A system of Atlantic Ocean currents that regulates global weather is at its feeblest in 1,600 years after being weakened partly by climate change, prompting scientists to warn of trouble ahead.
Two studies in the journal Nature concluded that the system – dubbed the Atlantic Meridional Overturning Circulation (AMOC) – is in decline, validating a long-held scientific suspicion.
The teams agree the weakening is the result of melting sea ice, glaciers and ice-shelves gushing freshwater – less dense than salty ocean water – into the North Atlantic.
"This freshwater caused the AMOC to weaken because it prevented the waters getting dense enough to sink," co-author David Thornalley, of the University College London, told AFP.
The AMOC is often likened to a conveyer belt redistributing warmth through the ocean, so regulating weather over land as well.
Its currents take warm, salty Gulf Stream water northward, releasing heat into the atmosphere and warming Western Europe.
As the water cools in the cold Nordic seas, it sinks to great depths and travels southward all the way to Antarctica, eventually circulating back up to the Gulf Stream, and so on.
"If the system continues to weaken, it could disrupt weather patterns from the United States and Europe to the African Sahel, and cause more rapid increase in sea level on the US east coast," said the Woods Hole Oceanographic Institution, which participated in the research.
Apart from warming Europe, the system transports important nutrients, oxygen and the larvae of marine organisms such as corals and fish between ocean regions. It also controls the ability of the seas to absorb and store carbon dioxide: the most abundant of the Earth-warming greenhouse gases.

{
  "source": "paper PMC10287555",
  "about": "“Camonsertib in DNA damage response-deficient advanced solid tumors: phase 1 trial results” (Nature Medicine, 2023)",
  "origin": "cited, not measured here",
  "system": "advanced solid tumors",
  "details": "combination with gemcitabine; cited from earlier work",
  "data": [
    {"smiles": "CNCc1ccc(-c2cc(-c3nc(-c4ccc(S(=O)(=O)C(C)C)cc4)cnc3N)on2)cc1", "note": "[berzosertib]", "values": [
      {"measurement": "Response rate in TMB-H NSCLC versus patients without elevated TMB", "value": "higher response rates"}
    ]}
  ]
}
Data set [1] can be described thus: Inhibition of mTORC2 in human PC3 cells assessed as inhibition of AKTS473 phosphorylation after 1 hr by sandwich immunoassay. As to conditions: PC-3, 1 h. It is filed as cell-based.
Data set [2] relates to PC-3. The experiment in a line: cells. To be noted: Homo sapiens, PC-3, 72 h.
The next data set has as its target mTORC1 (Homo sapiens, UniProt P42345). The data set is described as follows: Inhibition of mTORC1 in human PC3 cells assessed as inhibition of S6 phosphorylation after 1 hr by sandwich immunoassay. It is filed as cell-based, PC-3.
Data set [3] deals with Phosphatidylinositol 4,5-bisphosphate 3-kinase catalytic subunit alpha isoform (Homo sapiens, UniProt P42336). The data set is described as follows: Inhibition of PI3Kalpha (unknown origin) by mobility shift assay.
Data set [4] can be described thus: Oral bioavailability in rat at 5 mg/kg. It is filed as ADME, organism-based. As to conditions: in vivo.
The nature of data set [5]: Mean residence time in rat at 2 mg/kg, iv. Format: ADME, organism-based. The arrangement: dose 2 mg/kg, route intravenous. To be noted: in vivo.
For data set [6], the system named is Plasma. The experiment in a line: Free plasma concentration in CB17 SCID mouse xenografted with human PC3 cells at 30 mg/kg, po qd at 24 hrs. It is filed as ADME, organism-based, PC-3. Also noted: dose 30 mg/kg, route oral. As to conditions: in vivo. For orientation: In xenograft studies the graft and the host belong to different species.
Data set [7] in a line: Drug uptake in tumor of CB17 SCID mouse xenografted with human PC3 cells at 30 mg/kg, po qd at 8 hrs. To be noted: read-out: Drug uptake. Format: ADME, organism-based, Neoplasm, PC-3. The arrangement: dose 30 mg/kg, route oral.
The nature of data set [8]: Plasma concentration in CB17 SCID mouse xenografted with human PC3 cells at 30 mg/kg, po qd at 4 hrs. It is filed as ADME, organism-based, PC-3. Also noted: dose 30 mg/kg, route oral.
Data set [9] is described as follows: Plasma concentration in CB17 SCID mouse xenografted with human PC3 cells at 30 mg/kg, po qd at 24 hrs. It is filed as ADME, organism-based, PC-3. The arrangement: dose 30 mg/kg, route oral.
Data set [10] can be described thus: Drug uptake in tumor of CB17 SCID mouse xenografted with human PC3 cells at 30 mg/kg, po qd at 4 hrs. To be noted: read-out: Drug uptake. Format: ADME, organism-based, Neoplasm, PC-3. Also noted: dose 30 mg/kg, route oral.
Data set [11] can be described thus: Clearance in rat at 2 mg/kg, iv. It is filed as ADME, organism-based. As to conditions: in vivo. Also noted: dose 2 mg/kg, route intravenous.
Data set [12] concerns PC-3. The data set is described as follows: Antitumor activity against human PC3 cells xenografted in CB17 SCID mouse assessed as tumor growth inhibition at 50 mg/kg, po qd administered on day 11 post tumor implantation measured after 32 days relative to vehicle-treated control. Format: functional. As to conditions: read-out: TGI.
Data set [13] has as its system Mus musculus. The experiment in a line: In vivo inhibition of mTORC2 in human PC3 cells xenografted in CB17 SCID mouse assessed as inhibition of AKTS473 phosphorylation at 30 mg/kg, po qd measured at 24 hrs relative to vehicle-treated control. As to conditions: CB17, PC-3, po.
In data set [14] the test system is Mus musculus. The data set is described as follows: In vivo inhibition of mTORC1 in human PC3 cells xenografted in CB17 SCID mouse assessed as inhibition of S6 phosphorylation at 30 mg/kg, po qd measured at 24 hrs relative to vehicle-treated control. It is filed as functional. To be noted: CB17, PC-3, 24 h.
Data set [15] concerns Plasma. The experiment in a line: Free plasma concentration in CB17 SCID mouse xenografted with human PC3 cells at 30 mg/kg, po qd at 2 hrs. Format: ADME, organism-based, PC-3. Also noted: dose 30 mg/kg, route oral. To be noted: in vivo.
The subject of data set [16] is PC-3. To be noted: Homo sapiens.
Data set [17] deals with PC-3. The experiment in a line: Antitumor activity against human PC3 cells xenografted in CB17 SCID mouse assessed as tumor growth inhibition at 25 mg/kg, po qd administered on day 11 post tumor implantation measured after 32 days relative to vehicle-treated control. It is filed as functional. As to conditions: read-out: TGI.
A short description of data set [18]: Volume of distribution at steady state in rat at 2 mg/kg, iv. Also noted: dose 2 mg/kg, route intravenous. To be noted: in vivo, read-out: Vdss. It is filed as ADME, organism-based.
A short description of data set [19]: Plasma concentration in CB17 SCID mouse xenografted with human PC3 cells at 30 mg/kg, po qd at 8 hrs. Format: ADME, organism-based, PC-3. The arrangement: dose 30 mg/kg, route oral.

For the first study, Thornalley and a team consulted historical "records" locked up in the ocean floor: sand grains deposited by ocean currents.
The larger the grains in a sediment layer, the stronger the current must have been. The data revealed the AMOC was relatively stable from about the year 400AD to 1850AD, then started weakening around the start of the industrial era.
The second study looked at sea-surface temperature patterns to conclude the AMOC has declined by about 15 percent in the last half-century, likely in response to global warming caused by humankind's burning of coal, oil and natural gas.
The two teams found a similar degree of AMOC weakening, but over very two different time periods. This has implications for identifying the trigger: whether it was manmade or simply caused by natural changes in the climate.
"The initial weakening that we show occurred at the end of the Little Ice Age is likely part of natural processes ending the Little Ice Age," Thornalley said.
"However, the fact that AMOC has remained weak and weakened further throughout the 20th century, with a noticeable decline since about 1950, is very likely due to human factors."
The studies cannot predict whether the AMOC will regress further, however.
If it does regress, there will likely be further cooling in the North Atlantic; increased winter storms for Europe; a possible southward shift in the tropical rainfall belt, and faster sea-level rise off the U.S. eastern seaboard, said the teams.
Global warming, however, will likely more than counter any cooling of Europe due to a weaker AMOC, said Thornalley.
According to the E.U.-funded ATLAS research project, another study participant, commercial fisheries may be affected as the positions and depths of ocean currents shift, and some regions are starved of oxygen-rich waters.
"A weakening of the AMOC can also result in temperature increases or decreases of several degrees centigrade, affecting some high-value fisheries as well as abundances of plankton, fish, sea birds and whales," ATLAS said in a statement.
Further weakening of the system "will leave more carbon dioxide in the atmosphere where it causes warming," added Thornalley, thus perpetuating the vicious circle.